The GMHB may not base a finding of noncompliance on the provision of water, sewer, or stormwater facilities outside of a city's boundaries when such an extension is approved after satisfying the requirements for the extension of such services, and state funding cannot be restricted or reduced for such a reason.
A boundary review board may not review an extension of permanent water or sewer service outside of a city, town, or special purpose district's corporate boundaries when such an extension is approved after satisfying the requirements for the extension.
The substitute bill makes the following changes to the underlying bill:
(In support) The bill is designed to provide responsible flexibility to extend utilities in an affordable and environmentally sensitive way in proximity to existing services. There are times when it is beneficial for everyone for services to be extended. This bill does not circumvent comprehensive plans, change zoning, or promote sprawl. It can be tough for small jurisdictions to upgrade existing services. The flexibility for basic services outside of urban growth areas is appreciated. Extending services is sometimes a much better option than traditional rural services because of deficiencies in those services, and because extension may be better for the environment. Cities should be the primary provider of urban services, but extension sometimes makes sense. It is important to keep the bill permissive. There are some concerns about changing the definition of rural character in the bill. The State of Washington has the lowest number of houses per family of any state in the country. There is a need for houses and jobs in rural communities. Allowing greater access to public services is an important step. This bill would not change the urban growth areas or other regulations but would be responsible flexibility to allow jurisdictions to respond to local conditions and for community needs to be met. Rail use can be urban or rural, but local governments appreciate the explicit authorizations this bill would provide. The GMHB has been overly restrictive in allowing water and sewer hook-ups.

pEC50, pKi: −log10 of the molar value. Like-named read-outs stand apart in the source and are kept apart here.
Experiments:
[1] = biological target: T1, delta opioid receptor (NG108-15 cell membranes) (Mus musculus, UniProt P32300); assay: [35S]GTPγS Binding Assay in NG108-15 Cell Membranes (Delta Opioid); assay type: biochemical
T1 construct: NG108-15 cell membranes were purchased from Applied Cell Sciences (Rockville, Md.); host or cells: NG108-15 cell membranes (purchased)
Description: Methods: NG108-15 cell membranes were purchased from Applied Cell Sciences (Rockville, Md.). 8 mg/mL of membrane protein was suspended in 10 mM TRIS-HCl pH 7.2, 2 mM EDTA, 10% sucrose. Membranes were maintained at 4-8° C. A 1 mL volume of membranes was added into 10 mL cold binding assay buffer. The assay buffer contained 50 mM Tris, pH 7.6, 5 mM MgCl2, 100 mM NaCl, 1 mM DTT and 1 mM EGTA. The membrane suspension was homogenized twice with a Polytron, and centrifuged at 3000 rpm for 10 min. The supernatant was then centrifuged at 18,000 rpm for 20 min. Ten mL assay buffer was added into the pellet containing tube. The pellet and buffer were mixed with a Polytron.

(Opposed) This bill would undermine one of the fundamental purposes of an urban growth area, which is to provide certainty about where services would be provided. This would allow piecemeal expansion of services, as those that are allowed now would cause others to follow later. These services are less cost effective, and allowing extensions would allow for poorly planned sprawl which will cost tax payers money. The GMA limits sprawl by directing growth into cities, which would be undermined by this bill. The vague definitions in this bill would allow utility expansion that would spur development in rural areas. The bill removes multiple current GMA provisions. The GMA already allows for the expansion of urban services in certain circumstances, so this bill is not necessary. Tribes are concerned about fish habitats in rural areas that could be impacted by this bill.